A new report says climate change and variability is already affecting 11 southeastern states, including Kentucky, and it’s projected to worsen over the next two decades.

The report released by non-profit Climate Nexus represents the work of more than 100 scientists from various governmental and private organizations. It’s a comprehensive look at the effect climate change will have—and is already having—on the region.

These include a number of effects that you’ve probably heard about before: rising annual temperatures, more heat waves and increased pollen counts. Southeast Climate Consortium director Keith Ingram says agriculture throughout the region will take a big hit, as warmer temperatures reduce productivity and increase water demands. And the shorter cold season will hurt, too.

“During winter, we have some crops that need cool weather in order for their buds to flower,” Ingram said. “These would be things like blueberries, peaches, apples. So as we have warmer temperatures, we’re going to have adverse on all of these crops.”

These are effects that the southeast will be dealing with, even as the region contributes 27 percent of the nation’s carbon dioxide emissions. This is more than any other region.

But the region also has potential for playing a role in mitigating climate change. The report notes that four southeastern states rank in the top ten nationwide for renewable energy development (Kentucky isn’t one of them—the list includes Alabama, Florida, Louisiana and North Carolina.) And Lynn Carter of the Southern Climate Impacts Planning Program says the region has a lot of potential for mitigating some of climate change’s effects by sequestering carbon dioxide in soil and plants.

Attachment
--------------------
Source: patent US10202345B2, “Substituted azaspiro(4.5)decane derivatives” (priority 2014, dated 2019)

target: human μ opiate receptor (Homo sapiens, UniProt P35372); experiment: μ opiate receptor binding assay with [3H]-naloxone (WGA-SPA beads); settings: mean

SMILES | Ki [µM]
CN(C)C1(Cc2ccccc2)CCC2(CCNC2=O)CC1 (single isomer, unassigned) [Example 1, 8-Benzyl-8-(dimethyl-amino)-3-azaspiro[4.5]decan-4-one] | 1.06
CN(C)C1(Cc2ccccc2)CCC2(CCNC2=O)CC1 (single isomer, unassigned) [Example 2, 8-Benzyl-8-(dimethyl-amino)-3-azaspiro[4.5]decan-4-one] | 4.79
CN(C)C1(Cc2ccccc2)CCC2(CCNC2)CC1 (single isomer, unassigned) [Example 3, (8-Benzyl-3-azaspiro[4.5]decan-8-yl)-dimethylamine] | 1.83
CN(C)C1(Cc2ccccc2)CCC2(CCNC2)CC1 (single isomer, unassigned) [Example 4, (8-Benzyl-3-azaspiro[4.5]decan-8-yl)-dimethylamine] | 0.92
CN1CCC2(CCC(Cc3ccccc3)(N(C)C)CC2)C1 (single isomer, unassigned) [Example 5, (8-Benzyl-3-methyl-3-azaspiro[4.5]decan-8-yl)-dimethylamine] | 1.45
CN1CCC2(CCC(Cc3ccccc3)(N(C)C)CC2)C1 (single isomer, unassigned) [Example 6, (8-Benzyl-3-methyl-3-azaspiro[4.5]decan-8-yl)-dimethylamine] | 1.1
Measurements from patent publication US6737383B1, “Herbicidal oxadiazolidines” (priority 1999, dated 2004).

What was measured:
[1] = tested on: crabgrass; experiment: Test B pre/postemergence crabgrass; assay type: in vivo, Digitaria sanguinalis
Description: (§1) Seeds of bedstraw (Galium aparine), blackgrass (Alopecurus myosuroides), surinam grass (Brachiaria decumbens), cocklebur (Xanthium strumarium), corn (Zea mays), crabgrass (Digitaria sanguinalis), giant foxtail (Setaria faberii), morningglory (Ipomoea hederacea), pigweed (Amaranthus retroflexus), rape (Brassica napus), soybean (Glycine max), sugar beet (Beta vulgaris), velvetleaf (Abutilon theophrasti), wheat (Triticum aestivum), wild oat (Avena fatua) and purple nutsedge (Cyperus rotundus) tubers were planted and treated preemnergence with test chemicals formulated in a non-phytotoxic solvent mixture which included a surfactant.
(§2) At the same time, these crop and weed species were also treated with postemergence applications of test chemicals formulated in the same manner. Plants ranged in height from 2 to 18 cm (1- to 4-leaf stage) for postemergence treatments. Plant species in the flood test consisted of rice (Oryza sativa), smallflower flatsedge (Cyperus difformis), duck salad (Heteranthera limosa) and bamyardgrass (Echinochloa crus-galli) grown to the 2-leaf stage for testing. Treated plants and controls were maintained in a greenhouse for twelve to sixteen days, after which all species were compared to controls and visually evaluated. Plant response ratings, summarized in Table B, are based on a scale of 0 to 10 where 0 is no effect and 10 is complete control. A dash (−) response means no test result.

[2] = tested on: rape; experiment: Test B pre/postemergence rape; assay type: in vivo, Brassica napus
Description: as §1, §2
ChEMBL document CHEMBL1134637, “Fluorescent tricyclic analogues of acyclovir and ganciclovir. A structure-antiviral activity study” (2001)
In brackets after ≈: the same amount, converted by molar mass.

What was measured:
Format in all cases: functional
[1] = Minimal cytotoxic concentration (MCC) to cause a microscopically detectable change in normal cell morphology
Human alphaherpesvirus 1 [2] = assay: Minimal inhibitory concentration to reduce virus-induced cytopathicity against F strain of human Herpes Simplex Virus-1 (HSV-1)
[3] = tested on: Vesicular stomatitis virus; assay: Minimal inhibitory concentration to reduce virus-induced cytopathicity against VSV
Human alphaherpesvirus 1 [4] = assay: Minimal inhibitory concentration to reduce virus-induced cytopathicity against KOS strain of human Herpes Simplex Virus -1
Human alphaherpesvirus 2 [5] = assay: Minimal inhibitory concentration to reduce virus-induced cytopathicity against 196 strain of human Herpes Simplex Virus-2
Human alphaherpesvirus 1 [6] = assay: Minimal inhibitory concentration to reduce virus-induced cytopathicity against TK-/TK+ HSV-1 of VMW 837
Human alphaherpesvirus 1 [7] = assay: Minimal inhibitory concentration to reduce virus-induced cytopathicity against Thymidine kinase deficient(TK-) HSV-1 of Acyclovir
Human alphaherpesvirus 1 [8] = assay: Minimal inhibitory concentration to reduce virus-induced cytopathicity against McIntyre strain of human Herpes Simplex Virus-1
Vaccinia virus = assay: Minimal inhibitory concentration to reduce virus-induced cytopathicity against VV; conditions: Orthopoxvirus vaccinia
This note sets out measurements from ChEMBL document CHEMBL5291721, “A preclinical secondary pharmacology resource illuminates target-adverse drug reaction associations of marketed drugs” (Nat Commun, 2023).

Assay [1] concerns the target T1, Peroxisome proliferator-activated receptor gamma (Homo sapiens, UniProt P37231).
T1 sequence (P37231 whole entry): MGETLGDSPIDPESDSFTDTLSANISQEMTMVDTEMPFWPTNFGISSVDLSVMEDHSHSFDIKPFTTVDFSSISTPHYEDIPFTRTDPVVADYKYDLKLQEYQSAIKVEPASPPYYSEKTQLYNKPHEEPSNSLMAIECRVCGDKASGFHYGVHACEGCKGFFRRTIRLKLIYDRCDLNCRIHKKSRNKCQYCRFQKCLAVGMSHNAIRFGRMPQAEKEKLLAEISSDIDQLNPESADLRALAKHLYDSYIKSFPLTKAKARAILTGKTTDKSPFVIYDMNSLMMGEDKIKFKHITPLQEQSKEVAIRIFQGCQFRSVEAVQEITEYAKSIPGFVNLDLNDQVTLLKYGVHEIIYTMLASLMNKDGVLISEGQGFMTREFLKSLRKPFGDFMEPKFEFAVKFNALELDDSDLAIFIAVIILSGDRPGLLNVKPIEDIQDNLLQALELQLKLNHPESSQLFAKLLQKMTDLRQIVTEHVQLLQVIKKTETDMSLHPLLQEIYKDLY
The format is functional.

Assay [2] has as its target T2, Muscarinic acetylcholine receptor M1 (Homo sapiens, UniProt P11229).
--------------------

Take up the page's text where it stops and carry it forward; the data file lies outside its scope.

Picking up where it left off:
“The average annual carbon storage in inland natural ecosystems is about .3 petagrams, and frankly, that doesn’t mean much to me either, but it’s the equivalent of 4 million railcars of bituminous coal,” she said.

Carter says combating climate change should include protecting the forests, savannas and wetlands that serve as natural “carbon sinks,” as well as increasing the region’s commitment to renewable energy and energy efficiency.

Read the report